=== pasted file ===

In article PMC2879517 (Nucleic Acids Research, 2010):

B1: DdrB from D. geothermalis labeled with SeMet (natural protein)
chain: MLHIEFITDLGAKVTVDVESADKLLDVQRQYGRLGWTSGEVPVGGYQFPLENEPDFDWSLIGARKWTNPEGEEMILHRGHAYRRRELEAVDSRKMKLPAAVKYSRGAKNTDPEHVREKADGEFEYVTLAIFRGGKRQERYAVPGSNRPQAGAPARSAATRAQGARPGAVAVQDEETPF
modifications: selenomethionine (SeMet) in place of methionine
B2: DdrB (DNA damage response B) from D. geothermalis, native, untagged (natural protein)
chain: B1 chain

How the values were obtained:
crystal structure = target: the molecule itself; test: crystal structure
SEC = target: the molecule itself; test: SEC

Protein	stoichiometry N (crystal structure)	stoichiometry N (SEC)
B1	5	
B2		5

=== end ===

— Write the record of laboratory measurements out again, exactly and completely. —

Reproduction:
In article PMC2879517 (Nucleic Acids Research, 2010):

B1: DdrB from D. geothermalis labeled with SeMet (natural protein)
chain: MLHIEFITDLGAKVTVDVESADKLLDVQRQYGRLGWTSGEVPVGGYQFPLENEPDFDWSLIGARKWTNPEGEEMILHRGHAYRRRELEAVDSRKMKLPAAVKYSRGAKNTDPEHVREKADGEFEYVTLAIFRGGKRQERYAVPGSNRPQAGAPARSAATRAQGARPGAVAVQDEETPF
modifications: selenomethionine (SeMet) in place of methionine
B2: DdrB (DNA damage response B) from D. geothermalis, native, untagged (natural protein)
chain: B1 chain

How the values were obtained:
crystal structure = target: the molecule itself; test: crystal structure
SEC = target: the molecule itself; test: SEC

Protein	stoichiometry N (crystal structure)	stoichiometry N (SEC)
B1	5	
B2		5